Low-Calorie Diet, Exercise May Improve Survival For Leukemia Adolescents: Study

A new study found that overweight children and adolescents receiving chemotherapy for treatment of leukemia are less successful battling the disease compared to their lean peers.

A new study found that overweight children and adolescents receiving chemotherapy for treatment of leukemia are less successful battling the disease compared to their lean peers.

The findings of the study, published in the American Society of Hematology journal Blood Advances, says that in some cancers, including leukemia in children and adolescents, obesity can negatively affect survival outcomes.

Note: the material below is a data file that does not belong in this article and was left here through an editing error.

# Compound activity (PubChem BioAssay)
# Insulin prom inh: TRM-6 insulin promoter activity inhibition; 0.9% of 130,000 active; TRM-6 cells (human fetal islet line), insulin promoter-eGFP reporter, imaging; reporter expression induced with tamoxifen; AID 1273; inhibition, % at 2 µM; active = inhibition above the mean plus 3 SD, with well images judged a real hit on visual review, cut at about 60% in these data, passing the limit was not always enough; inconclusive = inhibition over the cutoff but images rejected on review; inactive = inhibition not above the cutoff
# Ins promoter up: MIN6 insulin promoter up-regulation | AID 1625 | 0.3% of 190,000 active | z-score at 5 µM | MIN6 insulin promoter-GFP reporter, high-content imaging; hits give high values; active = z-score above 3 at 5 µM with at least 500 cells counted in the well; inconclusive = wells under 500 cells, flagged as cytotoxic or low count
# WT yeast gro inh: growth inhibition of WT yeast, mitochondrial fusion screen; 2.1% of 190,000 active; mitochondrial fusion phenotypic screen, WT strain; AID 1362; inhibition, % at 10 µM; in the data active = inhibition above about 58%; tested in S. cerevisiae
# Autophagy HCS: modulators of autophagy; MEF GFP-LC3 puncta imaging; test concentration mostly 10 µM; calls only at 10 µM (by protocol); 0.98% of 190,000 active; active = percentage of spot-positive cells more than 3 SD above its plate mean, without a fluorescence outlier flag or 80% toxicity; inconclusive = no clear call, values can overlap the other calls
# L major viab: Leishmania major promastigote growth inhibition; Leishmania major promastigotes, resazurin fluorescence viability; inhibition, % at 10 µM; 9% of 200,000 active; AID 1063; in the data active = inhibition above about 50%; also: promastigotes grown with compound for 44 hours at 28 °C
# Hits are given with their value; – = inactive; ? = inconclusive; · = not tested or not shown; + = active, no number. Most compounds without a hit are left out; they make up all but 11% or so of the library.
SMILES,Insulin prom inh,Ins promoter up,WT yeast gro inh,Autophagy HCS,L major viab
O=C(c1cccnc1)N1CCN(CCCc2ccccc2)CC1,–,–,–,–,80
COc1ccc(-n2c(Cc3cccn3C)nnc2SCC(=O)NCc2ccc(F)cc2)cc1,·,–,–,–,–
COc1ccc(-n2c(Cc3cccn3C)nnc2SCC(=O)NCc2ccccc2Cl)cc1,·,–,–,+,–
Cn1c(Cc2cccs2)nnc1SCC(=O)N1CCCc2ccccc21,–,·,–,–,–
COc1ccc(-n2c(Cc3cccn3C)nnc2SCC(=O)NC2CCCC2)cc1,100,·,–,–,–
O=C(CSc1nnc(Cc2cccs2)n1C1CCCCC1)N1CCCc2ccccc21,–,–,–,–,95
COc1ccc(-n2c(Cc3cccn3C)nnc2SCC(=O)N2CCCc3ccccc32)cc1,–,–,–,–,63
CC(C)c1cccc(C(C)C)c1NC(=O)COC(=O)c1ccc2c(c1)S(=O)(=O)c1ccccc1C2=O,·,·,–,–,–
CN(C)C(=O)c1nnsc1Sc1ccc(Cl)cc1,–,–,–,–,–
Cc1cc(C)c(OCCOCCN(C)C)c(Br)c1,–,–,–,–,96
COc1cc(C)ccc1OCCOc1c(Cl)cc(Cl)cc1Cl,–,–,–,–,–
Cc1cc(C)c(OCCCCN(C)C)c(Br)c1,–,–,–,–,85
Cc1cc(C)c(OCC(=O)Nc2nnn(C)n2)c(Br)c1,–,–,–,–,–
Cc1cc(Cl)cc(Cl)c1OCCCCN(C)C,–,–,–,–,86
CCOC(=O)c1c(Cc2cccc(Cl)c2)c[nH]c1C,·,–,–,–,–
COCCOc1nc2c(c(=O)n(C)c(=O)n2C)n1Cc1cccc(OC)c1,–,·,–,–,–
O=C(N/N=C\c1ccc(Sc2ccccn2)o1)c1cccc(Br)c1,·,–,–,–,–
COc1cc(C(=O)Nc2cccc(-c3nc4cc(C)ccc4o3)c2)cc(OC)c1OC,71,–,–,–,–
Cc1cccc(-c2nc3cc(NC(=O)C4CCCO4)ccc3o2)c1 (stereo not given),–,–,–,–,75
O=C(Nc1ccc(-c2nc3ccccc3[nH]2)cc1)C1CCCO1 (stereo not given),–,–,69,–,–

Obese young people with leukemia are 50 percent more likely to relapse after treatment than their lean counterparts.

The study led by researchers at UCLA and Children’s Hospital Los Angeles has shown that a combination of modest dietary changes and exercise can dramatically improve survival outcomes for those with acute lymphoblastic leukemia, the most common childhood cancer.

The researchers found that patients who reduced their calorie intake by 10 percent or more and adopted a moderate exercise program immediately after their diagnosis had, on average, 70 percent less chance of having lingering leukemia cells after a month of chemotherapy than those who did not go on the diet-and-exercise regimen.

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